A recent Fox News poll found that 59% of Americans side with Israel
CAPE GIRARDEAU, Mo. (AP/KMOV.com) — A Missouri man will spend seven years in prison after pleading guilty to punching a 12 year-old boy in the head in an attack that was captured on Facebook Live. Cedric Charles Moore, 27, of Cape Girardeau, was charged with second-degree assault and sentenced to the maximum seven years.
There’s an old economic maxim known as “moral hazard,” by which “one party engages in risky behavior or fails to act in good faith because it know the other party bears the economic consequences of their behavior,” as one Investopedia writer explains. Economists often apply the term to insurance situations, such as when an insured might drive at unusually high speeds knowing that his car insurer will pay the bills if he crashes (and survives).
But it’s also applicable to government. “People change their behavior … when the government pays with the taxpayer money,” wrote the great free-market economist Thomas Sowell. Examples abound — from government flood insurance policies that encourage people to build in flood plains, to welfare policies that reward the morally hazardous behavior of slothfulness, to federal bailouts that shield financial firms from the consequences of their bad investments.
It also applies to a policy that politicians, ironically enough, call “hazard” pay. This is the latest morally dubious idea pitched by California officials at the urging of grocery unions. Local governments are imposing massive hourly pay boosts to grocery workers, under the argument that they are “heroes” who face undue “hazards” by working during the pandemic. Long Beach recently mandated a $4-an-hour pay hike, and San Jose just approved a $3-an-hour boost.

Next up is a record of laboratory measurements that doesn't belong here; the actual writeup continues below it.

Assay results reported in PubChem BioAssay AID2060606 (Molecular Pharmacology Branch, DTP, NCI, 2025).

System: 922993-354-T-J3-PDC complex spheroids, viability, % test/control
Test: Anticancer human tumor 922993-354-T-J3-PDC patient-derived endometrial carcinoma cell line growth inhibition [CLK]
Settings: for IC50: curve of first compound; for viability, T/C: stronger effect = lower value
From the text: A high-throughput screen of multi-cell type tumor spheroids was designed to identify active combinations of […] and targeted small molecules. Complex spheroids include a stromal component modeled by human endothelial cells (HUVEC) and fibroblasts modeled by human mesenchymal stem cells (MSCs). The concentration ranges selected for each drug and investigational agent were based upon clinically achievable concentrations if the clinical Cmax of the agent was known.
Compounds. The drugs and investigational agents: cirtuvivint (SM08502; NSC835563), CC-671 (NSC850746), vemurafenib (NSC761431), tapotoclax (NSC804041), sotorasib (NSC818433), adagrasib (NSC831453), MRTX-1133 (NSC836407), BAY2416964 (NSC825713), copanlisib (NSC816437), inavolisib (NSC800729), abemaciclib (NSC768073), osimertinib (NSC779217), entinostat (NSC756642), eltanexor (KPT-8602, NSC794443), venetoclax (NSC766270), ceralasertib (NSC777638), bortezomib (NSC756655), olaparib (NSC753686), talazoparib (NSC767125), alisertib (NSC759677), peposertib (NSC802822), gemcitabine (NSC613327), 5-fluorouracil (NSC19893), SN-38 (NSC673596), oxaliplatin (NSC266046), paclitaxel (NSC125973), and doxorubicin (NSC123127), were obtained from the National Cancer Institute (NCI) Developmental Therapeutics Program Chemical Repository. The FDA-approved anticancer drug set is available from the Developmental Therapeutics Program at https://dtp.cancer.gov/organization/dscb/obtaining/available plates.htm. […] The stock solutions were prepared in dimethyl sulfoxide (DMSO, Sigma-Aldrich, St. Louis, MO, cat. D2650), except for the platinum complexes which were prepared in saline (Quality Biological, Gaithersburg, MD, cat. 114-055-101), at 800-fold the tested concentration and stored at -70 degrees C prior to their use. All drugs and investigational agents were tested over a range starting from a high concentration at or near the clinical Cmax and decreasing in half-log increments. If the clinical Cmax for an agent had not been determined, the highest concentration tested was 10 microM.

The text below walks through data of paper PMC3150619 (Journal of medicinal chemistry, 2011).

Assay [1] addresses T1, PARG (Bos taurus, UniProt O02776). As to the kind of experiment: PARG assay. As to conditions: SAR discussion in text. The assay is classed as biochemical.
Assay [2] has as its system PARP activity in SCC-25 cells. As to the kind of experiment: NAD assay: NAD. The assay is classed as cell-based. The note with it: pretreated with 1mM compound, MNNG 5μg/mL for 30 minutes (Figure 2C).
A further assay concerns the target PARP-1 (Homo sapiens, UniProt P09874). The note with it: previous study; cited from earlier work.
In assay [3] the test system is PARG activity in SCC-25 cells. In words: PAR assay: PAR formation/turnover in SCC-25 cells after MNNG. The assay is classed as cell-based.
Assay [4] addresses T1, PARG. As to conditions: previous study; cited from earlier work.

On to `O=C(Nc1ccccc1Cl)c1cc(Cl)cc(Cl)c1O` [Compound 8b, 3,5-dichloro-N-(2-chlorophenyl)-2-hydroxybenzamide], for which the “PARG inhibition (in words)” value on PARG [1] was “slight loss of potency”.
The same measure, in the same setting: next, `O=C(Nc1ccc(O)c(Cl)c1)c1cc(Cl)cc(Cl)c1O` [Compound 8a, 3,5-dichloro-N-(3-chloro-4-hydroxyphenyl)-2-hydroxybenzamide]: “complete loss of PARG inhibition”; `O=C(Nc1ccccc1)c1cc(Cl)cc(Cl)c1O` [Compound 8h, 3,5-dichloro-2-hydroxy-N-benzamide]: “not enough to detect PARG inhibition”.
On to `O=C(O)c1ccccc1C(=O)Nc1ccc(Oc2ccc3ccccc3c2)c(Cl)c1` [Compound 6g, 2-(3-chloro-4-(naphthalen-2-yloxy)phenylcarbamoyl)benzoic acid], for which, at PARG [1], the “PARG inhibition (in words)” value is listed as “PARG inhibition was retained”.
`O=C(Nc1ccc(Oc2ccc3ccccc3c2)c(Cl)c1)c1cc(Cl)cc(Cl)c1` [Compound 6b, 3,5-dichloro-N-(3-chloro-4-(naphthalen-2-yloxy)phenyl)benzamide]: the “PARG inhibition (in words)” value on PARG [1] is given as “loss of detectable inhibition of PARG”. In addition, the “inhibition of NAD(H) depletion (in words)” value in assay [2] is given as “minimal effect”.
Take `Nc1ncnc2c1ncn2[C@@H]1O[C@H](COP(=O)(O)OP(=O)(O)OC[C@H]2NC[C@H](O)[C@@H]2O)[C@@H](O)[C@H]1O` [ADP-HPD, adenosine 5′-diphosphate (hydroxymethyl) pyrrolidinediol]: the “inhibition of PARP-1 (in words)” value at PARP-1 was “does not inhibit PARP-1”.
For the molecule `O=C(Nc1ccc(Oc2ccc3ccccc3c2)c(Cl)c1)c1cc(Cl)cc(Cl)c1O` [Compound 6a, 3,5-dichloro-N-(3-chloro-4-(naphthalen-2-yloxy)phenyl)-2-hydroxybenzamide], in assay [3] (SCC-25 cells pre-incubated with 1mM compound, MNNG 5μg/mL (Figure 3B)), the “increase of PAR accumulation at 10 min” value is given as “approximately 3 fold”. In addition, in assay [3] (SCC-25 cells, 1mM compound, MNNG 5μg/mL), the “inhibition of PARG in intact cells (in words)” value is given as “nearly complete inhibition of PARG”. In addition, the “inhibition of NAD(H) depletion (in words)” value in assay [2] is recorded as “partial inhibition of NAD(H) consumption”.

I appreciate that these stores are open and that workers are there to serve customers and want them to be paid well. But the idea that they are heroes who face undue hazards is a bit much, given that grocery workers are sentient adults who are perfectly capable of weighing the risks and benefits of their profession. We all face risks — customers included — for engaging in basic shopping tasks. The hazard pay campaign simply is an end-run around current minimum wage laws.
Of course, stupid ideas can be hazardous to the public — and low-wage workers in particular. “As a result of the city of Long Beach’s decision to pass an ordinance mandating extra pay for grocery workers, we have made the difficult decision to permanently close long-struggling store locations in Long Beach,” according to a statement from Kroger, which owns the Ralphs and Food 4 Less stores that will soon be exiting the city.
Store officials are right that the new law “oversteps the traditional bargaining process.” It also ignores, as company officials told the media, the $2-an-hour pay increase that it gave to its employees at the start of the pandemic and the $1.3 billion it has spent on mitigation measures and additional benefits for employees. Apparently money just grows on trees — and how long before city officials blast the grocery chains for price gouging after food costs rise?
The store closings weren’t hard to predict. A new study by Capitol Matrix Consulting for the California Grocers Association makes some critical points for anyone who earnestly wants to boost the wages of low-skill front-line workers — and isn’t just playing cynical union political games. As the study notes, “Average profit margins in the grocery industry were 1.4 percent in 2019, with a significant number of stores operating with net losses.” It noted that profits rose to 2.2 percent by mid-2020, but that those margins were falling to historical levels since then.
Here’s the key point: “Wage related labor expenses account for about 16 percent of total sales of the grocery industry. As a result, a 28-percent increase in wages would boost overall costs 4.5 percent under the city of Los Angeles proposal of $5 an hour. This increase would be twice the size of the 2020 industry profit margin and three times historical grocery profit margins.”